By Saira Singh and Lynette Aslanian
Who is Aaron Oberlander? When we asked a student at LCHS, he answered, “Aaron is an outstanding musician with a voice like gold.”
Senior Aaron Oberlander is the drum major- the student leader of band- of the La Cañada Marching Spartans. He runs practices and is the main conductor throughout the marching season. The following is from an interview that the Spartan Newspaper did with Aaron.
Q: What inspired you to join band?
A: First of all, I really love music. Also, a lot of people told me how hard band was going to be, and I love challenges. So I joined band for the music, but the reason I stayed in it and loved it as much as I do was because of the people I got to interact with and how they influenced me.
Q: Would you like to continue with music after high school?
A: Yes. And although I will definitely continue doing band in college, singing is my real passion. I’ve been in Chamber for three years. I’m planning on going into opera as my college major.
Q: What is it like being Drum Major?
A: It’s a lot different from marching around on the field. It’s harder than what I thought it would be. I prepared as much as I could, but until you stand up there and you’re in front of the whole band with everyone’s eyes on you, you have no realization of what it is going to be like. I was pretty much thrown into it blind. It takes a lot of responsibility and leadership.
Q: What instrument do you play?
A: I play the flute in the marching band. I love the flute and this is my sixth year playing it. I will be playing it for concert season and the musical, too, which I’m really grateful to be a part of.
Q: What was your favorite moment in the marching band?
A: I don’t have one favorite moment. There are too many moments that have accumulated throughout the years for me to choose one. On that note, one of my favorite moments every year has definitely been the championships. Even when we lost, it was just a time when we were all united. And I truly love the rest of the season leading up to it, because that’s when I really get to meet everyone.
Q: How different is your experience in Chamber singers from Marching Band?
A: Chamber singers and marching band are two different entities. But that’s really good for me. One is a really tight knit group of people; when you sing together your heart beats stay the same. Through singing, there is something physically to be gained. But I’ve really grown mentally and emotionally through marching band; being part of a big core unit, making a huge sound on the field, and playing up to people who are watching you is a completely different experience than being in a concert hall and just standing there. The physicality of it really transfers into all the mindsets that you have on the field. There is an air of “we’re really going to kill this”.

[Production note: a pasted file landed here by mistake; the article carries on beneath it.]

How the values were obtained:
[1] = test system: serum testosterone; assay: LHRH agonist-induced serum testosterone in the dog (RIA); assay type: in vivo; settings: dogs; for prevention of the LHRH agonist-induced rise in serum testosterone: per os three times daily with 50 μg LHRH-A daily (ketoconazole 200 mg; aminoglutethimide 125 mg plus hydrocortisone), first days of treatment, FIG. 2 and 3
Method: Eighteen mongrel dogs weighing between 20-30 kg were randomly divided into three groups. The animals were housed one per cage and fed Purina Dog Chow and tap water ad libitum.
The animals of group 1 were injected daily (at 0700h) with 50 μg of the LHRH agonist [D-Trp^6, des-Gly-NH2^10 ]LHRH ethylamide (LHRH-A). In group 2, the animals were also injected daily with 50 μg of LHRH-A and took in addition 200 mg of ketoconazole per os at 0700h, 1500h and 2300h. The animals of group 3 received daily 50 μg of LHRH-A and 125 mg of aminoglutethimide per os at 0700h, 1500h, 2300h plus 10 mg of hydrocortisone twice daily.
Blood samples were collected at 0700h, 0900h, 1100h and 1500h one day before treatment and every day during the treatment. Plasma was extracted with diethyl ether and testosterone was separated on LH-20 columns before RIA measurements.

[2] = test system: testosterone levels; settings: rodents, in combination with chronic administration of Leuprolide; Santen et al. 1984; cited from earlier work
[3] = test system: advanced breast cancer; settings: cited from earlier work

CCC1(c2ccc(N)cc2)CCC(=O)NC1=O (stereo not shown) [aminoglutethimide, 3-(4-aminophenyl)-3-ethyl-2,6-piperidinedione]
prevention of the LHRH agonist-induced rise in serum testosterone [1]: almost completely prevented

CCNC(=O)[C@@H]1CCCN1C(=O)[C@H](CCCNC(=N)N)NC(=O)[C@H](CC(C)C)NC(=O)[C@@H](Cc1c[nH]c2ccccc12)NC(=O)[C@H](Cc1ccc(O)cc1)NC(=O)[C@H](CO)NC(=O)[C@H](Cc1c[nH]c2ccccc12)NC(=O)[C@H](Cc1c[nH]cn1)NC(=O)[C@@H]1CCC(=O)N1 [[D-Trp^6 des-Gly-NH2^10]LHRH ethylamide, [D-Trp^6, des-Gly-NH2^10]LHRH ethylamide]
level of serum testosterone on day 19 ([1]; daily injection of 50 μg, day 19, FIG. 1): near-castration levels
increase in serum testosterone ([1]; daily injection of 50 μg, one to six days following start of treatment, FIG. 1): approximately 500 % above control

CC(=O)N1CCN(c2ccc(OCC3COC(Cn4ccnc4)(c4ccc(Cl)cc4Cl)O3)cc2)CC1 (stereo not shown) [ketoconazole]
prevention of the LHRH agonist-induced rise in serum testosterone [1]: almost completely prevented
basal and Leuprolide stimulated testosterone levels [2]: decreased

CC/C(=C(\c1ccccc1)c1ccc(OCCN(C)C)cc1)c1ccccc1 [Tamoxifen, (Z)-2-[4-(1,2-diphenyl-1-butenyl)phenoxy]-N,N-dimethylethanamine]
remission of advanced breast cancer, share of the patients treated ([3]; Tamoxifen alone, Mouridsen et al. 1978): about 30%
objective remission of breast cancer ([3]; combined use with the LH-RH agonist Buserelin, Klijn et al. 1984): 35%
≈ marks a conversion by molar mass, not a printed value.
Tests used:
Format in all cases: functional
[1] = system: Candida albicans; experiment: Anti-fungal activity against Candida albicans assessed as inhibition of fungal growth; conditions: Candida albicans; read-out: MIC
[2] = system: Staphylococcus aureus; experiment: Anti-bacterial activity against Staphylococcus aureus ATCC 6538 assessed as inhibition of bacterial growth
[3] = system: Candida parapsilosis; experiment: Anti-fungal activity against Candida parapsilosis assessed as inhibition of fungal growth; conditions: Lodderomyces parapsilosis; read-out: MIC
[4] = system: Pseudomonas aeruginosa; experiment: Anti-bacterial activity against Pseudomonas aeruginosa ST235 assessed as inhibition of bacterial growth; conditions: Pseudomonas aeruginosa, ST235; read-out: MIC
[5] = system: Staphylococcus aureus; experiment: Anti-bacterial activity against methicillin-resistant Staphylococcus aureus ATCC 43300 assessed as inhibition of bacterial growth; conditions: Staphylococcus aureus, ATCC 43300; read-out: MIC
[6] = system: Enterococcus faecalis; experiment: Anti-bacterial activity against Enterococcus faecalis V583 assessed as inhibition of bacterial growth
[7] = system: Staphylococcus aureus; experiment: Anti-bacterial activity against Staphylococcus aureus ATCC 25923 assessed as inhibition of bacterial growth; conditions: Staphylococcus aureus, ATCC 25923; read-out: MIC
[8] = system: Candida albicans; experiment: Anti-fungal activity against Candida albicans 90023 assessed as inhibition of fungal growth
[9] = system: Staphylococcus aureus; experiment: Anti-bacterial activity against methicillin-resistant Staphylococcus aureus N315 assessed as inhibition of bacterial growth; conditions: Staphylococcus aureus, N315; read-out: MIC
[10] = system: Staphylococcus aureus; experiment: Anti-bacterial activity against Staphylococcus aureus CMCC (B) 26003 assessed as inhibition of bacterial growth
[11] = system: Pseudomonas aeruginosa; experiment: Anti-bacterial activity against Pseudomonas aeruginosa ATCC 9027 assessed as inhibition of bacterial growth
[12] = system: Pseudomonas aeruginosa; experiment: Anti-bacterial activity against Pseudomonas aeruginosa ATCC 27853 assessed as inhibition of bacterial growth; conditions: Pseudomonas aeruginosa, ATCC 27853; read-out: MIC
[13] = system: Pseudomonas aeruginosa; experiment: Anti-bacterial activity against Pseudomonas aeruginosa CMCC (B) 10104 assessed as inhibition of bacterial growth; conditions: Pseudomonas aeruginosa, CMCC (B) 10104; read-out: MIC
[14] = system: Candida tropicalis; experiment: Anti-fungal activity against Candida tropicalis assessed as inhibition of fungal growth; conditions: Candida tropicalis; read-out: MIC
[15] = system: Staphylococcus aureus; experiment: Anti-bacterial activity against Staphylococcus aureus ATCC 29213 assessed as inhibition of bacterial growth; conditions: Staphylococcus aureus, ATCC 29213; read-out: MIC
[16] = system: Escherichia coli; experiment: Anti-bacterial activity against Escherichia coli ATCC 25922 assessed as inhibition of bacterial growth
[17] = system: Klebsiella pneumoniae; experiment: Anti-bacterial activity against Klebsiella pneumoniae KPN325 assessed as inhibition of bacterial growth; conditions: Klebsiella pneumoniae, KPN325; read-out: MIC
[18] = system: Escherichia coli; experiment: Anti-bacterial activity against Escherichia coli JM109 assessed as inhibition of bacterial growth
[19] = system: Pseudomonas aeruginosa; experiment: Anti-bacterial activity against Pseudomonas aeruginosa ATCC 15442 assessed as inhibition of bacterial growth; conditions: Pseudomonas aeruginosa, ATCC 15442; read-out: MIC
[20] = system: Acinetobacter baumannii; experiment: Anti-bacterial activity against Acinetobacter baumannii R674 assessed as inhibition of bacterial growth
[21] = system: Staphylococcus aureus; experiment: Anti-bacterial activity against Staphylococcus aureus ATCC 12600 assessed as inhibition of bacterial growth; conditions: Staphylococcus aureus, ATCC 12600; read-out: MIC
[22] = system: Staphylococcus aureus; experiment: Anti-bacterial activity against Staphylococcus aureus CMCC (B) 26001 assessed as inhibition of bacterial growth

Q: In what ways has being drum major made you a better musician?
A: I thought I had a lot of experience with music, but I was quite surprised. A lot of this had to do with learning how to listen to many different parts. I have to micromanage; there are so many things I have to make sure I’m doing correctly. There is this one section where I’m controlling the entire field with just my hands and it can be really scary at times. It takes a lot of focus, and if something happens to me, well, everything stops.
Q: What advice do you have to anyone else who might want to join band?
A: I would highly recommend joining band. It has been one of the most enriching experiences of my high school career. I started band as a super awkward little kid, but I fell in love with band and it completely changed my life. I remember when I was at my first competition, and they asked “La Cañada, is your band ready?” There was nothing that could really compare to that experience and the bloodrush that went through my veins when I was performing. In band you become so focused and intent on your music that everything else just fades away. Band is truly an amazing experience.
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